The Construction Industry Coronavirus Forum has presented Holyrood with a paper of comprehensive recommendations to ease the cashflow crisis as the group continues fighting to save Scotland’s construction sector during the COVID-19 pandemic.

The paper, which outlines a series of urgently-needed actions to improve liquidity in the industry, will go to both public and private sector clients, while the Scottish Government will be kept informed and its support sought.

It is the most recent initiative by the Forum, which is made up of 17 trade and professional bodies as well as companies and government agencies, and it reinforces calls to the industry to ensure that payments are made on time to safeguard the sector’s future.

And it follows the revelation in a major survey in mid-April that cashflow has completely dried up for nearly 80% of firms in the sector and that that close to two thirds of businesses are being hit by late payments.

The paper, agreed by all members of the Forum, is aimed at assisting the supply chain through the months ahead to enable construction businesses to survive. It proposes:

  • An agreement of an effective Final Account between contractors and employers, as well as between public bodies and design teams, on the value of work completed by March 30 this year and compromise to resolve disputed issues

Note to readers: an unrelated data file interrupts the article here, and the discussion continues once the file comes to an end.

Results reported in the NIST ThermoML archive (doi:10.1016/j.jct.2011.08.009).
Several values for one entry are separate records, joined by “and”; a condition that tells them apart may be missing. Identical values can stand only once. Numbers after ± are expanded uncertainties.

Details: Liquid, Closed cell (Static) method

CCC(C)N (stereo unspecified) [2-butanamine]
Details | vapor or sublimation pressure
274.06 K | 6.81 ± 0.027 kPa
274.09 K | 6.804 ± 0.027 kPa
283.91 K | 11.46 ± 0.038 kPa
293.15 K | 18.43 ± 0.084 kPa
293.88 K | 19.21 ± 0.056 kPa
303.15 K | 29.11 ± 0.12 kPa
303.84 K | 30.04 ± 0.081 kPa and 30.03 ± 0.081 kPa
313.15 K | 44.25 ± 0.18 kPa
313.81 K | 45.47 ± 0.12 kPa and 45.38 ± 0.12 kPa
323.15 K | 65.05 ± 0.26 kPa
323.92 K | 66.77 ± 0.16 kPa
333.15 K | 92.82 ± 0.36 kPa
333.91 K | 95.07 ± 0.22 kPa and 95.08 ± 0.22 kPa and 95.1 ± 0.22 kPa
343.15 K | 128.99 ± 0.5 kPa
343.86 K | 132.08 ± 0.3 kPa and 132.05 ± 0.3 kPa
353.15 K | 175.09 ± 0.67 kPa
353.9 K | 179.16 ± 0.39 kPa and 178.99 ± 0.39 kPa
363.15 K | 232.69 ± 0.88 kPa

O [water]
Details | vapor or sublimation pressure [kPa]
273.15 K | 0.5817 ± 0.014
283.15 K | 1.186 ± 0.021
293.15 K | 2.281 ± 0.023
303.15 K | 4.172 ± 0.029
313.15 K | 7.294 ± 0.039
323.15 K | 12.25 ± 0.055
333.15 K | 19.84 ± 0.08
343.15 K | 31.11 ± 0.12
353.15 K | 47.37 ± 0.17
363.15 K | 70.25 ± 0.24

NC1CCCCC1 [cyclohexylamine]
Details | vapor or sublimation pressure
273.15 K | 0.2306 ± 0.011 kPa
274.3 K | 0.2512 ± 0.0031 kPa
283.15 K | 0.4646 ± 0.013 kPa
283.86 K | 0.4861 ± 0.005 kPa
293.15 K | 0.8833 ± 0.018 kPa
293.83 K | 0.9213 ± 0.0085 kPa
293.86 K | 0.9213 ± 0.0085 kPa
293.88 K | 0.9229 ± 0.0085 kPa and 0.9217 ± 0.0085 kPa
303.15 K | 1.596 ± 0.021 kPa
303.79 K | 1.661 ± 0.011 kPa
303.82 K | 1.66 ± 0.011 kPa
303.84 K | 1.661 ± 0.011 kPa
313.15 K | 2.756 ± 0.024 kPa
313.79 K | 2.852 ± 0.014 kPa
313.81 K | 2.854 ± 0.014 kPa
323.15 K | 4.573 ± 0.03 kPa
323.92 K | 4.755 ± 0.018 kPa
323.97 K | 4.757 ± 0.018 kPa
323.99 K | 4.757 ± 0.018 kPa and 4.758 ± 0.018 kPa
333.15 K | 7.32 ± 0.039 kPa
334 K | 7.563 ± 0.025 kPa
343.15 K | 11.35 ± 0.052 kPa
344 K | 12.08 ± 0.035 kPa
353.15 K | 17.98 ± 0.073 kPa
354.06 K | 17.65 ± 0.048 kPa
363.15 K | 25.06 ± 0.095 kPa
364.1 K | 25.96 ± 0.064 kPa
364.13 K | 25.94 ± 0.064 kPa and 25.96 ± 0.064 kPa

• Reduction in the payment cycle time frame for public bodies and agreed cash flow forecasts on recommencement
  • Involvement of the whole supply chain
  • Alternative methods of dispute resolution
  • Dealing with liquidated and ascertained damages at Final Account stage
  • The release of 50% of retentions held by the public sector, and of sector-wide historic retentions. Also, a retentions embargo for six months
  • The reduction of PBA thresholds and the use of existing low-cost adjudication schemes.

Fiona Hodgson, Chief Executive of Forum member SNIPEF, the plumbing and heating employers association, said: “The construction sector as a whole is currently facing extraordinary difficulties, which will only be exacerbated if companies and public bodies take unnecessary time to pay their suppliers.

“This paper outlines a multi-pronged strategy to improve cashflow and introduce some creative thinking on addressing what lies ahead.”

Hodgson pointed out that the importance of the construction industry to Scotland was illustrated by the fact that it employs more than 175,000 people, or around ten per cent of the total workforce.

It contributes £21.5 billion to the country’s GDP and acts as a strong economic multiplier, with £2.94 generated for every £1 spent on construction output. Vitally for the industry’s future, it also supports around 10,000 apprentices.

Grahame Barn, Chief Executive of Forum member CECA Scotland, added: “Just as the Government has rightly stepped in to inject cash into the economy, contractors and clients must play their part by keeping cash circulating through the sector.

“The construction industry needs to emerge from this crisis in the best shape it can and the best way of achieving this is for everyone to pay our suppliers in full and on time.”

The CICV Forum has already played a major role in clarifying conflicting information for the sector and issuing practical guidance for companies, clients and employees. It has now established a series of influential sub-groups dealing with mission-critical aspects such as Health and Safety, Skills, Communication and Future Planning.